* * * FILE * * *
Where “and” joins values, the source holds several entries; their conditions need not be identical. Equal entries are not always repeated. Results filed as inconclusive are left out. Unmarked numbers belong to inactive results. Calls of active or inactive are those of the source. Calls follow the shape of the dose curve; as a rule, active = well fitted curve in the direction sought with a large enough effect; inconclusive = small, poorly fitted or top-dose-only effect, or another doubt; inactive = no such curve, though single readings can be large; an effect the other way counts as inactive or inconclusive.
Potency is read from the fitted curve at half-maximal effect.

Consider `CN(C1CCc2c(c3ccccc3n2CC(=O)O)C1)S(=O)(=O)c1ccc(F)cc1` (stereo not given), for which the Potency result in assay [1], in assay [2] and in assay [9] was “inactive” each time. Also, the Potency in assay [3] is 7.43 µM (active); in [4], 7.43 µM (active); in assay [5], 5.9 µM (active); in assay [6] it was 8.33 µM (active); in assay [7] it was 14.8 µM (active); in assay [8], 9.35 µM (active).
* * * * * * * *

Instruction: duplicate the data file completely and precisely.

Where “and” joins values, the source holds several entries; their conditions need not be identical. Equal entries are not always repeated. Results filed as inconclusive are left out. Unmarked numbers belong to inactive results. Calls of active or inactive are those of the source. Calls follow the shape of the dose curve; as a rule, active = well fitted curve in the direction sought with a large enough effect; inconclusive = small, poorly fitted or top-dose-only effect, or another doubt; inactive = no such curve, though single readings can be large; an effect the other way counts as inactive or inconclusive.
Potency is read from the fitted curve at half-maximal effect.

Consider `CN(C1CCc2c(c3ccccc3n2CC(=O)O)C1)S(=O)(=O)c1ccc(F)cc1` (stereo not given), for which the Potency result in assay [1], in assay [2] and in assay [9] was “inactive” each time. Also, the Potency in assay [3] is 7.43 µM (active); in [4], 7.43 µM (active); in assay [5], 5.9 µM (active); in assay [6] it was 8.33 µM (active); in assay [7] it was 14.8 µM (active); in assay [8], 9.35 µM (active).